A country that lives only for the present has jettisoned and jeopardised her future. Nigeria can build the best infrastructure comparable to the developed nations. We can construct the best railroad system and put in place the most electrifying electricity supply mechanism that will not flicker. We may choose to asphalt the smoothest and most soothing road networks and set up a cutting-edge aviation system. If a greater percentage of the citizenry are unlearned, uneducated and ignorant, we have only wasted precious resources building a castle in the cumulus. Ignorance cannot maintain and sustain whatever wisdom has built.
People in power dispatch their children to the best schools around the world with boarding and tuition fully paid upfront. How did they get the money? It was heisted from our collective patrimony. And the same people deny little people’s children half of that luxury at home. Say this to our politicians: The neglected kids in Nigeria’s urban and rural alcoves and gazebos will become a menace and hazards to the society. And children of powerful men in power and their parents will not know peace. They will forever have to look over their shoulders for safety and security because of the havocs they wreaked when government was placed on their shoulders by God of time and chance.
Elections are now over, and our lawmakers when sworn in will become beneficiaries of an obnoxious remuneration package sneaked in from the backdoor in our hallowed chambers. The annual pension for an ex-US president: $207,800 + a $50,000 expense. The average pension for a ‘retired’ Nigerian governor: $549,450.60. For example, in Lagos, the pension law states that a former governor will enjoy the following benefits for life: Two houses, one in Lagos and another in Abuja. Six brand new cars replaceable every three years; furniture allowance of 300 per cent of annual salary to be paid every two years, and close to N2.5m as monthly pension. Free security detail, and free medicals including his immediate families.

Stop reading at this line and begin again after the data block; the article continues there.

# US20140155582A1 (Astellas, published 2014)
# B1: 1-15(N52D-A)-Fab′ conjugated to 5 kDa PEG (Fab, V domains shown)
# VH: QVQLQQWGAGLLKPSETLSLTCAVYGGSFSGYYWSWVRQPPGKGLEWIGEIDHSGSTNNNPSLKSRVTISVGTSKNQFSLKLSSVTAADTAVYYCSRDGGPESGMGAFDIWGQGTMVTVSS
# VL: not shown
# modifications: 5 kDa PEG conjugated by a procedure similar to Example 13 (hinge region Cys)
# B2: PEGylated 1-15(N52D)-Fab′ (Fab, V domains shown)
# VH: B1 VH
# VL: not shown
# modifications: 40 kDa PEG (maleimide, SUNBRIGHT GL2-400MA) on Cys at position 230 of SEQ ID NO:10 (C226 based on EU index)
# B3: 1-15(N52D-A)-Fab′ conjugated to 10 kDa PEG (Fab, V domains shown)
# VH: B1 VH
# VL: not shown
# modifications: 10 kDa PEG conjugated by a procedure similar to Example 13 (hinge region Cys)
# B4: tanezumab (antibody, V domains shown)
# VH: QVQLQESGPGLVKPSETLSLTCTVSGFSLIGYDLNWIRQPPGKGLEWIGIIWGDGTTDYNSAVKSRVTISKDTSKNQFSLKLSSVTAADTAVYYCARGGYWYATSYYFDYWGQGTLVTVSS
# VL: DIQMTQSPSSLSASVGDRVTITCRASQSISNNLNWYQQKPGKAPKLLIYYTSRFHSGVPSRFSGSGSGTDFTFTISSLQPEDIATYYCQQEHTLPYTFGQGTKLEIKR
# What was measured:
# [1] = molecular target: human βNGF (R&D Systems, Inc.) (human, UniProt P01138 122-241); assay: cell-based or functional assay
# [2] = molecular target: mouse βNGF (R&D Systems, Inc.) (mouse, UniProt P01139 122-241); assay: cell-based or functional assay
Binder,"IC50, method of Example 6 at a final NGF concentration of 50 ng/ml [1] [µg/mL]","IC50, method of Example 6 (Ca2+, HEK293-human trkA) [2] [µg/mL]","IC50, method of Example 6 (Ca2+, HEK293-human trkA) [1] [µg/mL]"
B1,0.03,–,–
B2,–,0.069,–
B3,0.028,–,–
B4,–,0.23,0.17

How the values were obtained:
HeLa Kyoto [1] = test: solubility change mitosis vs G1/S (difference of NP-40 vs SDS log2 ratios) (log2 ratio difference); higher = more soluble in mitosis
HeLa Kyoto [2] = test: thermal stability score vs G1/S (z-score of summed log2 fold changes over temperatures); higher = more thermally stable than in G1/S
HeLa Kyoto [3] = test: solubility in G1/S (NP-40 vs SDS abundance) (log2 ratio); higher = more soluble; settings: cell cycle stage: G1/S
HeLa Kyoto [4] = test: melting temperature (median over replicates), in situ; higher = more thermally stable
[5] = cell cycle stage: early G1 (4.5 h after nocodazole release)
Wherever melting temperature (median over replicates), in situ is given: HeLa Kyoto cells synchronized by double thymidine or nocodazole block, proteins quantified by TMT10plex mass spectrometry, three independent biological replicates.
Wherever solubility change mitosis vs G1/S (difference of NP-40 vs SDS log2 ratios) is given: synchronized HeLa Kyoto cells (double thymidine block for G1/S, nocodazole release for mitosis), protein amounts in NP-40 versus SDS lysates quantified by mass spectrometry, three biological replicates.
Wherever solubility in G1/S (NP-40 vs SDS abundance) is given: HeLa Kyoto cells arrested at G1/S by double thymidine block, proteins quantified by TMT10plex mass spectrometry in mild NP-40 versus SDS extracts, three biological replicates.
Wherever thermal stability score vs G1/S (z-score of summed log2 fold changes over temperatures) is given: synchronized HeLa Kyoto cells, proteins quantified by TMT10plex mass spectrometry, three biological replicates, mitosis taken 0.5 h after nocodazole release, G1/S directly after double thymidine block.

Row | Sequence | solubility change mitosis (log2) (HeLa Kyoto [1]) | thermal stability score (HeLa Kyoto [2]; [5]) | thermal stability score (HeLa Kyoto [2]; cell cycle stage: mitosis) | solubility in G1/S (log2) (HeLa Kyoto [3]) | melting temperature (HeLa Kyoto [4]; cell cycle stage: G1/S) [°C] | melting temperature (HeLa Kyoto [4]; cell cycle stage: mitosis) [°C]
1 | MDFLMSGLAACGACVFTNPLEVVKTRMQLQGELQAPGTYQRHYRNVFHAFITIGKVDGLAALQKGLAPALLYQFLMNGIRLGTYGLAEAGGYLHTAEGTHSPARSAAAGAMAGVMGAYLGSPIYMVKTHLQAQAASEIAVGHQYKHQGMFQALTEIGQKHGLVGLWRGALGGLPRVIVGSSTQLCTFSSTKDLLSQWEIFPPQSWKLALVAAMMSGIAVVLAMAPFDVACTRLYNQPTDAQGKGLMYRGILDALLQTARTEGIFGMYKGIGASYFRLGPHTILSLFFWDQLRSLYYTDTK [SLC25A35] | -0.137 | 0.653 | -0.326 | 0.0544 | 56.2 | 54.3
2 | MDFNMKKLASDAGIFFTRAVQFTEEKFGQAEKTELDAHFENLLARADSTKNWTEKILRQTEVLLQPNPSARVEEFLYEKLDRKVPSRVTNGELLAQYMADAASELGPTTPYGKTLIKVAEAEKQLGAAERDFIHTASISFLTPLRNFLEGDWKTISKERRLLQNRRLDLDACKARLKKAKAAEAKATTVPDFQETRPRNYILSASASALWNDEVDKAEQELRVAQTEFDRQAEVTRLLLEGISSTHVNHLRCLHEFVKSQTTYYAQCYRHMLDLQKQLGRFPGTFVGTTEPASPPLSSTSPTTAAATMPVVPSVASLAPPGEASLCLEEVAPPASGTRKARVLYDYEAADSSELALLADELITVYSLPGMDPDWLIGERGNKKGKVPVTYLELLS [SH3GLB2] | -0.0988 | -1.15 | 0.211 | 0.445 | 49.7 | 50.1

In Rivers State, the law provides 100 per cent of annual basic salaries for the ex-governor and deputy, one residential house for former governor “anywhere of his choice in Nigeria”; one residential house anywhere in Rivers for the deputy, three cars for the ex-governor every four years; two cars for the deputy every four years. His furniture is 300 per cent of annual basic salary every four years en bloc. House maintenance is 10 per cent of annual basic salary.
In Akwa Ibom State, the law provides for N200m annual pay to ex-governors, and deputies. He enjoys a pension for life at a rate equivalent to the salary of the incumbent governor/deputy governor respectively. A new official car and a utility vehicle every four years; one personal aide and provision of adequate security; a cook, chauffeurs, and security guards for the governor at a sum not exceeding N5m per month and N2.5m for the deputy governor. Free medical services for the governor and spouse at an amount not exceeding N100m for the governor per annum and N50m for the deputy governor. A five-bedroom mansion in Abuja and Akwa Ibom and allowance of 300 per cent of annual basic salary for the deputy governor. Furniture allowance of 300 per cent of annual basic salary every four years in addition to severance gratuity.
It’s the same weird and wild story in all of the states of Nigeria. Are we not led by the sick and sickening slave masters?
The World Bank classifies Nigeria as one of the five extremely poor nations of the world. Today, Nigeria’s economy is the biggest in Africa. By 2030, the consumer arm of Nigeria will grow to be about 273 million in population, more than the population of France and Germany combined. No life changes for the average person. From the Governor’s mansion, to the lawmakers’ lounge and the President’s palace, this must be heard: the people are in pain, but do politicians bother? Somebody must remind politicians that poor people have nobody standing for them.